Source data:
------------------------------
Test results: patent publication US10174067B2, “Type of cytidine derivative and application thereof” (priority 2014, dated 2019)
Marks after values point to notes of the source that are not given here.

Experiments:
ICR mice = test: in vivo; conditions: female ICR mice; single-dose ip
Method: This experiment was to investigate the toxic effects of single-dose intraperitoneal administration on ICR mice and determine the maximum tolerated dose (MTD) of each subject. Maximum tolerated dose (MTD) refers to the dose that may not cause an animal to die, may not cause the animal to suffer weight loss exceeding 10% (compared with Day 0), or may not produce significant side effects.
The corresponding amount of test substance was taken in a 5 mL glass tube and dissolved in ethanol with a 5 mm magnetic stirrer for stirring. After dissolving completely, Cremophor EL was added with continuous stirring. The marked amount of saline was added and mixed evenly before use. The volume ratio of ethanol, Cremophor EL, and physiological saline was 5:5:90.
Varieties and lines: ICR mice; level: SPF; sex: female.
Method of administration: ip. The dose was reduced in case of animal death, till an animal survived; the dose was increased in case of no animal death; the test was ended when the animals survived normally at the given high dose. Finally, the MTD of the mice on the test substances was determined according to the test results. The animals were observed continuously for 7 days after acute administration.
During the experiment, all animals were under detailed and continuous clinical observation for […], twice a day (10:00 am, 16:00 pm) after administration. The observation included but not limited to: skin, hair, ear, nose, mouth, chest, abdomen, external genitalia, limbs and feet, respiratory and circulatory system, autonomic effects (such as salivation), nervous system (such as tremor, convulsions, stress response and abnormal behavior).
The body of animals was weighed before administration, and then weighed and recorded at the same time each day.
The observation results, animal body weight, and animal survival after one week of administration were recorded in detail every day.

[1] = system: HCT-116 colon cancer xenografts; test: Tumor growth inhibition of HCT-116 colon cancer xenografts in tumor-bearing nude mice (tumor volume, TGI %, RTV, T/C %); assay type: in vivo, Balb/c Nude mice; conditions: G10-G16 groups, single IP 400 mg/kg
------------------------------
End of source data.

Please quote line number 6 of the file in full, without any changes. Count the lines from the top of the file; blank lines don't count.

The corresponding amount of test substance was taken in a 5 mL glass tube and dissolved in ethanol with a 5 mm magnetic stirrer for stirring. After dissolving completely, Cremophor EL was added with continuous stirring. The marked amount of saline was added and mixed evenly before use. The volume ratio of ethanol, Cremophor EL, and physiological saline was 5:5:90.